Alexander re ascended the throne; he published several unsatisfactory, half amnesties—of Bakunin, not the word. His Majesty deigned even to efface his name from the list. Bakunin’s mother petitioned the Emperor, who replied with affability, “As long as your son lives, Madame, he will never be free.” In 1857, Bakunin was sent to Eastern Siberia.

In 1860, a fresh attempt was made to obtain for Bakunin permission to return to Russia. His Majesty again refused, assigning as the motive for his severity, a letter written by Bakunin, in 1851, and adding, “I see in him no sign of remorse.” However, the emperor granted him the right of entering the service as an employee in the Chancery, of the 4th order—a particular class of copyists,—Bakunin could not profit by this imperial grace of the 4th order. After eight years’ imprisonment, and four years’ exile, he had to look forward still to a long series of dreary years in Siberia.

A new flame was kindled throughout Russia; Austria vanquished and in retreat, the Italian flag unfurled at Milan, Bakunin tells us with what eagerness he followed, at Irkutsk, the movements of Garibaldi, as the peninsula grew brighter and brighter in the light of liberty, to remain, at 47 years of age, and with his pulse in full vigour, a tame and distant spectator of events, was impossible; he had expiated long enough his faith in the possibility of a union with the German democrats. He determined to escape from Siberia. Under pretext of a commercial affair he reached the Amour, and an American clipper conveyed him to Japan, undoubtedly the first political refugee who had ever there sought shelter. Thence he arrived at San Francisco, crossed the Isthmus of Panama, and came to New York. On December 26th he landed at Liverpool, and on the 27th was with us in London.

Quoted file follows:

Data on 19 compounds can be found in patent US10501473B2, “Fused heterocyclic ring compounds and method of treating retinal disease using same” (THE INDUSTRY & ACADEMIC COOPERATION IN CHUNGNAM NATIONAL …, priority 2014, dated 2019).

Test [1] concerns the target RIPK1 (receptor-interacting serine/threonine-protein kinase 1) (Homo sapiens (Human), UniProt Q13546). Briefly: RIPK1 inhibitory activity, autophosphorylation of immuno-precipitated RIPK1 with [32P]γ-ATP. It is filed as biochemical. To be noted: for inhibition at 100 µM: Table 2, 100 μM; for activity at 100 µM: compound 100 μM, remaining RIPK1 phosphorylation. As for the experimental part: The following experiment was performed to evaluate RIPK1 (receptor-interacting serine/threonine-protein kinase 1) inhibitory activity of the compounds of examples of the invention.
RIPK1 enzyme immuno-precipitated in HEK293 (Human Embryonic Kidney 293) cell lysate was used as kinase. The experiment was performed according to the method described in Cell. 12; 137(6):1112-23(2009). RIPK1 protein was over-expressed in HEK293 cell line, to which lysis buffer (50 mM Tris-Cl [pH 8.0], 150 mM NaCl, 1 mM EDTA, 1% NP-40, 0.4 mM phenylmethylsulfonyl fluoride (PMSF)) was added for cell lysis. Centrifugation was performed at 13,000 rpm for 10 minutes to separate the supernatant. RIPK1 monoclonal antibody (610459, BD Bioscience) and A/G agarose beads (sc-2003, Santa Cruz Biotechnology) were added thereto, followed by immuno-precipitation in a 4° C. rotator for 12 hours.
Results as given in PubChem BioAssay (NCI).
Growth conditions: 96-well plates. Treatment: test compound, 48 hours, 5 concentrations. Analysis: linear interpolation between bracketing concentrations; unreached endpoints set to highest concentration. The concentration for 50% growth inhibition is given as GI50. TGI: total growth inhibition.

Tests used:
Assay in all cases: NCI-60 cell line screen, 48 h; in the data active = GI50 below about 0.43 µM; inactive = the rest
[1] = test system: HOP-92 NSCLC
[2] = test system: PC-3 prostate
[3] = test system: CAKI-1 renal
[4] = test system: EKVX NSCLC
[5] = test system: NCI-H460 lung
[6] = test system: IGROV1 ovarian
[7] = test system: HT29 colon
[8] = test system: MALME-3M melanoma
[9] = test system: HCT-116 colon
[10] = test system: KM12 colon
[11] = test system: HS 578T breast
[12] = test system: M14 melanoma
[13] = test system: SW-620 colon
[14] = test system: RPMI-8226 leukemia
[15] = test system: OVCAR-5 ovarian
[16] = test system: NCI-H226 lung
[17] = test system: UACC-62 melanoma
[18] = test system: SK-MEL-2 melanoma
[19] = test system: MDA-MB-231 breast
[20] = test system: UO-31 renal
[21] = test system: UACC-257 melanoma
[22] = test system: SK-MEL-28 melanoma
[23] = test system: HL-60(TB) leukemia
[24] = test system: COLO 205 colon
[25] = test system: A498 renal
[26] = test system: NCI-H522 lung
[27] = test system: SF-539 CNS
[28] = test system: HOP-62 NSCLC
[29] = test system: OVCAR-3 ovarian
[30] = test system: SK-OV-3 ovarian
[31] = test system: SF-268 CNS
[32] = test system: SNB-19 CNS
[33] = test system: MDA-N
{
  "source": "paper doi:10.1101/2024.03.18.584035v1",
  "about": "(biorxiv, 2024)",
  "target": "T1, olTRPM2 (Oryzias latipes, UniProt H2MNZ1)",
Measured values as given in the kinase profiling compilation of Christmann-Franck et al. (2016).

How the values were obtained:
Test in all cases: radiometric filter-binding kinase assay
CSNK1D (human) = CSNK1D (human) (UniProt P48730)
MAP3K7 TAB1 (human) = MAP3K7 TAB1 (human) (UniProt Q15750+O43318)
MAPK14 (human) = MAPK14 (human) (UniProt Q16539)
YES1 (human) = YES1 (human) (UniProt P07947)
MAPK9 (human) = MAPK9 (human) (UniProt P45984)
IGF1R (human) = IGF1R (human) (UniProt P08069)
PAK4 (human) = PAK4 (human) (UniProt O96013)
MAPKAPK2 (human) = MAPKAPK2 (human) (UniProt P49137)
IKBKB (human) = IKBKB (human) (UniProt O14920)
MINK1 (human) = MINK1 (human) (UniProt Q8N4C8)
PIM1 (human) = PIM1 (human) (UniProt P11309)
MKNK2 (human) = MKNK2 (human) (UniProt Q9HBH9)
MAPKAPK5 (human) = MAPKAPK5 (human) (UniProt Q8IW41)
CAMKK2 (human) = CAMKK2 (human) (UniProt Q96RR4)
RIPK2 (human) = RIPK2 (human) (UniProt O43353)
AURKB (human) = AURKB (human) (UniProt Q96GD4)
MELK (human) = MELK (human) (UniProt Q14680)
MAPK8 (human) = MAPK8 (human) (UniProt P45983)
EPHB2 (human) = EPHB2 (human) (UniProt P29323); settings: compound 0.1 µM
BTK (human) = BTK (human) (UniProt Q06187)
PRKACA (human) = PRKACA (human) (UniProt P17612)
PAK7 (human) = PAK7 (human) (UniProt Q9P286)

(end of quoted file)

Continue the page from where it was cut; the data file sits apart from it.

For the present, let us conclude with the strong hope that the Emperor’s prediction that the peasants shall have “no other liberty than that which they possess,” may be put to the proof as speedily as the prediction concerning the liberty of Bakunin.—From A Russian Correspondent.


(To the Editor of the Working Man”)

Sir,—I was pleased to see in your last issue a letter headed “Socialism on the Defensive,” and it appears to me high time it should be so. Human sympathy will not for ever tolerate the present unjust state of society. My attention having been called to an article in the Free Press (or “Foul Press”) for March, I felt myself somewhat compromised, if I remained quiet and allowed the libelling accusation against Bakunin to pass unnoticed. I therefore deemed it a duty incumbent upon me to communicate with the parties implicated, in order to set myself right with them, and they with the public. Of all men, none are so persecuted as the Socialists, not so much for their “crimes” as for their indomitable courage and virtues; hence it is that some men who wield the editorial “goose” quill cannot see how, in the present state of society, an honest man may be a dangerous man.